A US judge has mandated Apple to decrypt a mobile phone belonging to one of the San Bernardino killers, but Apple says it plans to fight the order.
Federal investigators still haven't figured out a way to unlock the iPhone of Syed Farook, the man who carried out the deadly San Bernardino terror attack that killed 14 people.
"It's been over two months now, we're still working on it," says FBI Director James Comey.
The phone may have the auto-erase feature enabled which would wipe the data after too many failed password attempts.
Now, a federal US judge has ruled that Apple must find a way to disable the function on Farook's phone, which would enable the FBI to submit unlimited passcodes to unlock it.
Apple CEO Tim Cook says the order is an "unprecedented step which threatens the security of our customers."
The tech giant has published an open letter to its customers, outlining their concerns with the judge's order.
"Compromising the security of our personal information can ultimately put our personal safety at risk. That is why encryption has become so important to all of us," says the statement from Apple.
"The FBI wants us to make a new version of the iPhone operating system, circumventing several important security features, and install it on an iPhone recovered during the investigation. In the wrong hands, this software -- which does not exist today -- would have the potential to unlock any iPhone in someone’s physical possession."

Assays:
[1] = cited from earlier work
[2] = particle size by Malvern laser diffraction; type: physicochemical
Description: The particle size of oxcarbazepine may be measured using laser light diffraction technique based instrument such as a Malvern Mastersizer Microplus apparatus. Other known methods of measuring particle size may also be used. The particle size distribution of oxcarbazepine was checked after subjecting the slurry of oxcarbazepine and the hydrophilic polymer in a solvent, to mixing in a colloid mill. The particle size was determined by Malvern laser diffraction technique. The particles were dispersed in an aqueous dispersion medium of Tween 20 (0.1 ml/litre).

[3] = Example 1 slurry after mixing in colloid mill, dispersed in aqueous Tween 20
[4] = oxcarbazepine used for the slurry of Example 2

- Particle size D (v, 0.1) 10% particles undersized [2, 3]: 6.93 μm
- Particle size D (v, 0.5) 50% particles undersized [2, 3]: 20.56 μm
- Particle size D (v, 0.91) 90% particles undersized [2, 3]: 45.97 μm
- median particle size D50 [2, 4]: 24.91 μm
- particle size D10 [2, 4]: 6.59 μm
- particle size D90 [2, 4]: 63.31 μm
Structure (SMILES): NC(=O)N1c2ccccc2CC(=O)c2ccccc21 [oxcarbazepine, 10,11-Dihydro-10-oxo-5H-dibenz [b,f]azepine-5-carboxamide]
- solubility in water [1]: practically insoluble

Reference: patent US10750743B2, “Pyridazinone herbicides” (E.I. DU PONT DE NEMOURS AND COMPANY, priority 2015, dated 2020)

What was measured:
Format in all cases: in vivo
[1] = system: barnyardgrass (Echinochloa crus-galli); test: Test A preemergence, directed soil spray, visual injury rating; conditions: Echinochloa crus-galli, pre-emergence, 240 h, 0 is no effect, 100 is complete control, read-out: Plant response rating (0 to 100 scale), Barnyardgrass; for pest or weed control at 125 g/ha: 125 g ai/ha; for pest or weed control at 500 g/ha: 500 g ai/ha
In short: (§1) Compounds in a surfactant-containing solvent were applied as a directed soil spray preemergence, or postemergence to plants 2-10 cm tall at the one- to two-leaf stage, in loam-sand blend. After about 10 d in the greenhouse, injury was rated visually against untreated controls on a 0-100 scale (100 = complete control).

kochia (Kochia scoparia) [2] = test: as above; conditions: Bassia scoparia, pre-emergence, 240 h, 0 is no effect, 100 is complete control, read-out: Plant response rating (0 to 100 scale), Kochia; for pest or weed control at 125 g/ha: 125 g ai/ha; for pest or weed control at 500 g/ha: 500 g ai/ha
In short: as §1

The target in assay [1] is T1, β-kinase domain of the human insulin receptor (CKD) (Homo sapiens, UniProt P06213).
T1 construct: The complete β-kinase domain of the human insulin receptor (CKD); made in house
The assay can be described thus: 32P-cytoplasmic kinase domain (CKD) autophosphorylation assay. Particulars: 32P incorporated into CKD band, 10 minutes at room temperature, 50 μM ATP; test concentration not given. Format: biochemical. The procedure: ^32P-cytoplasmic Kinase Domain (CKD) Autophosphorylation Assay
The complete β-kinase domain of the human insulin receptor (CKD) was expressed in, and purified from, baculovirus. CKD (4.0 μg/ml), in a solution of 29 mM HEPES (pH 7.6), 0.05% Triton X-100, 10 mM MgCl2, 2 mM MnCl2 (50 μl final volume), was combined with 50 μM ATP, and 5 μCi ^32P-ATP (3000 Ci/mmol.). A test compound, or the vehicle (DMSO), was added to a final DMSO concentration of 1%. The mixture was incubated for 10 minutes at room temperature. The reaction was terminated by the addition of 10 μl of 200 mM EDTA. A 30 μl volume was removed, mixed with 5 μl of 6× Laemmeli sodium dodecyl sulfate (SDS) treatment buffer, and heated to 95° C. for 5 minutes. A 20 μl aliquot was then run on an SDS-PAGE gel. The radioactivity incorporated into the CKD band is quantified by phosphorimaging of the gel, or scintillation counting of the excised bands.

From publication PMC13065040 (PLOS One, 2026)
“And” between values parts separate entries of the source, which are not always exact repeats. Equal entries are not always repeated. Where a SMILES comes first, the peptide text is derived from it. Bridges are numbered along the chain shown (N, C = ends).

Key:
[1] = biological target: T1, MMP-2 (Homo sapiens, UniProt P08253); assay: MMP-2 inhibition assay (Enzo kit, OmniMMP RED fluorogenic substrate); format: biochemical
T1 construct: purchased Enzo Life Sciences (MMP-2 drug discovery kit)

Apple also made it clear in its letter that they "were shocked and outraged by the deadly act of terrorism" and had complied with "valid subpoenas and search warrants", even offering up their own engineers to advise the FBI on the investigation.
However, they made it clear that the latest court order is not something that the company would consider.
"We have great respect for the professionals at the FBI, and we believe their intentions are good. Up to this point, we have done everything that is both within our power and within the law to help them," the letter read.
"But now the US government has asked us for something we simply do not have, and something we consider too dangerous to create. They have asked us to build a backdoor to the iPhone.
"Opposing this order is not something we take lightly. We feel we must speak up in the face of what we see as an overreach by the US government."
Alan Cohn, former Assistant Secretary in the Department of Homeland Security, says this case is escalating the debate about privacy versus security -- and it could be headed to the US Supreme Court.
"Right now, both parties have dug in and both parties have an incentive to bring this case forward," says Mr Cohn.
Apple has five days to appeal the judge's ruling.
CBS / Newshub.